In the post-apocalyptic 2008 cartoon movie WALL-E, the remaining humans have acquired the proportions of blubbery marine mammals and use levitating gurneys to get around. Given recent weight trends, it seems increasingly unlikely that such a scenario will materialize without the aid of computer animation.
The latest data from the National Health and Nutrition Examination Survey show that obesity rates among American children and adults have leveled off. Since 1999 the prevalence of high body mass index (BMI) among children and adolescents has been about 17 percent. Among women in the survey, the rate of obesity (defined as having a BMI of 30 or more) was about 33 percent from 1999 through 2004, rose slightly to 35 percent in 2005, and has held steady since then. Among men during the same period, the rate rose from 31 percent to 33 percent before declining to 32 percent.
“Right now we’ve halted the progress of the obesity epidemic,” William H. Dietz, director of the Division of Nutrition, Physical Activity, and Obesity at the U.S. Centers for Disease Control and Prevention, told The New York Times in January. “The data are really promising.” Dietz credited healthier food in schools and increased nutritional awareness with stopping the transition from man to manatee, saying mothers are “making changes for themselves that they’re also making for their kids.”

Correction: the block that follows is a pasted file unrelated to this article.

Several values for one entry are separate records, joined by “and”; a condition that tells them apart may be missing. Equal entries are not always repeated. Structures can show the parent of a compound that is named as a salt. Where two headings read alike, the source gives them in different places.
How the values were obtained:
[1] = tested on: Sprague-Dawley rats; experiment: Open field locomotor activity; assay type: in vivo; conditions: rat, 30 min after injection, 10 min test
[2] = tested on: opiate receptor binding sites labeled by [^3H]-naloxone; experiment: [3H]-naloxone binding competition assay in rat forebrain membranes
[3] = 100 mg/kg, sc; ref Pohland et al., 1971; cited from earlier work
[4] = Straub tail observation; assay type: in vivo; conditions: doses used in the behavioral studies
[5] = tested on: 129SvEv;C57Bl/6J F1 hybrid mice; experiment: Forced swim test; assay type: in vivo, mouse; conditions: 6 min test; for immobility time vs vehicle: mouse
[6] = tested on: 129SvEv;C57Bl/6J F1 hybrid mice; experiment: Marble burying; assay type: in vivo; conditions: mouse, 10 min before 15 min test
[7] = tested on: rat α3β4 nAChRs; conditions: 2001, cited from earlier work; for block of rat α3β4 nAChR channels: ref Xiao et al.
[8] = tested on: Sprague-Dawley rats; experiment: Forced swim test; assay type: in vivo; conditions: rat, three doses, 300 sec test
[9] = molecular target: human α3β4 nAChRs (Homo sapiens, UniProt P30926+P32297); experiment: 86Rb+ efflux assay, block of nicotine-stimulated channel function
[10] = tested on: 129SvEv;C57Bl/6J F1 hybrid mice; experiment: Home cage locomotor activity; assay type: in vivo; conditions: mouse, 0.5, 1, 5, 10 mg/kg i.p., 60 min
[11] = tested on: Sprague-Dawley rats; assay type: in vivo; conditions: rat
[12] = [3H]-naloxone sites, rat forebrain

David Ludwig, director of the Optimal Weight for Life Program at Children’s Hospital in Boston, is less confident that lifestyle changes account for the plateau. “It could be that most of the people who are genetically susceptible, or susceptible for psychological or behavioral reasons, have already become obese,” Ludwig told the Times. Or it may be that “we’ve reached a biological limit” to how fat we can get; because people burn more calories to maintain and transport their bodies as they gain weight, he said, “a population doesn’t keep getting heavier and heavier indefinitely.”